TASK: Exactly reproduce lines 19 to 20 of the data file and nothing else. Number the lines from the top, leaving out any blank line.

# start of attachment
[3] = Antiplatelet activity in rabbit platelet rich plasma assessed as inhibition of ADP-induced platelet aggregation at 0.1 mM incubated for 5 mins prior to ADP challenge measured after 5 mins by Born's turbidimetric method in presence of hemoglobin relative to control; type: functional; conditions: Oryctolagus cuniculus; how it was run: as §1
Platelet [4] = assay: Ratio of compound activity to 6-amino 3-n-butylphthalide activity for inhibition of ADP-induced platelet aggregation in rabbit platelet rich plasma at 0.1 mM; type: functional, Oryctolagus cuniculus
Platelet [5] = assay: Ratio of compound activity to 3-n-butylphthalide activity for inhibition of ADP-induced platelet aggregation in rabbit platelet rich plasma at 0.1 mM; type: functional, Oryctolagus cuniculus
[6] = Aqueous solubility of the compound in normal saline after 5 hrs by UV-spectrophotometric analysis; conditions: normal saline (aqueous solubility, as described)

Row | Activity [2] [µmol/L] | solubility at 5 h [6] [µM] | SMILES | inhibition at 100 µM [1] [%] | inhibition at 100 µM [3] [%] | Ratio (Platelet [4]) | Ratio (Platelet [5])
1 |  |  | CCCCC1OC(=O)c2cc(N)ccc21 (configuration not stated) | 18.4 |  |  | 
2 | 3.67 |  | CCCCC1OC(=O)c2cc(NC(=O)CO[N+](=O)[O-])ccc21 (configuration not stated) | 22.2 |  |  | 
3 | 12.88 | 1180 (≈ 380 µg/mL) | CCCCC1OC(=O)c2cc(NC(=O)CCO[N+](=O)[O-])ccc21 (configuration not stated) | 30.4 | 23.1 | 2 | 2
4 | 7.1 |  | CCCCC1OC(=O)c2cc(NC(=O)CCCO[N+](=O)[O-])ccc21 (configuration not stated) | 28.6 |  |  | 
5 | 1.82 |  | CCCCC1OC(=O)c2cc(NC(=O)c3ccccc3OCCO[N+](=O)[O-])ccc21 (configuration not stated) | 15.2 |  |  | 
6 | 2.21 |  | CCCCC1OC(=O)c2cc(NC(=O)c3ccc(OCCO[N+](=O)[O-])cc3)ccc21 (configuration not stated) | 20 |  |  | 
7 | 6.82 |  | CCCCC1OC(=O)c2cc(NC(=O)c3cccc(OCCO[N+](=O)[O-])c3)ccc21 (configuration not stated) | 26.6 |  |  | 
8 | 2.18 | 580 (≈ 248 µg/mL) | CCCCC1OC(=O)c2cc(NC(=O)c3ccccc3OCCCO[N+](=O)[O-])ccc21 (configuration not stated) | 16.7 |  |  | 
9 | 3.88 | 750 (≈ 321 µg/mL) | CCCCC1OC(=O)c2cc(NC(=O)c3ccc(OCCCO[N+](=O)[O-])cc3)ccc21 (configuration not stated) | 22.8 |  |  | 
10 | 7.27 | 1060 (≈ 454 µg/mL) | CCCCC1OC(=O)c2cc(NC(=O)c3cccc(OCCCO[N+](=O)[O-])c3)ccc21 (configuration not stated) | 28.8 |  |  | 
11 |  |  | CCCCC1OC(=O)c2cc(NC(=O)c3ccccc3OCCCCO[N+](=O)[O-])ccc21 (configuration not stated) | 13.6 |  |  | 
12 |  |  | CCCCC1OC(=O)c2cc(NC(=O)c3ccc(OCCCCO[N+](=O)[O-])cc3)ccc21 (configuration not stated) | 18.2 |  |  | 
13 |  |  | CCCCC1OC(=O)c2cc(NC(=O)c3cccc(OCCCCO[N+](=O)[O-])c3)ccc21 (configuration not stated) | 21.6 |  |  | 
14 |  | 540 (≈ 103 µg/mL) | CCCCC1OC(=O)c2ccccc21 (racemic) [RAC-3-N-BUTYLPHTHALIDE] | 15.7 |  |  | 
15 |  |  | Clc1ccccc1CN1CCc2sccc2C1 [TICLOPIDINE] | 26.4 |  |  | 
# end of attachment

14 |  | 540 (≈ 103 µg/mL) | CCCCC1OC(=O)c2ccccc21 (racemic) [RAC-3-N-BUTYLPHTHALIDE] | 15.7 |  |  | 
15 |  |  | Clc1ccccc1CN1CCc2sccc2C1 [TICLOPIDINE] | 26.4 |  |  | 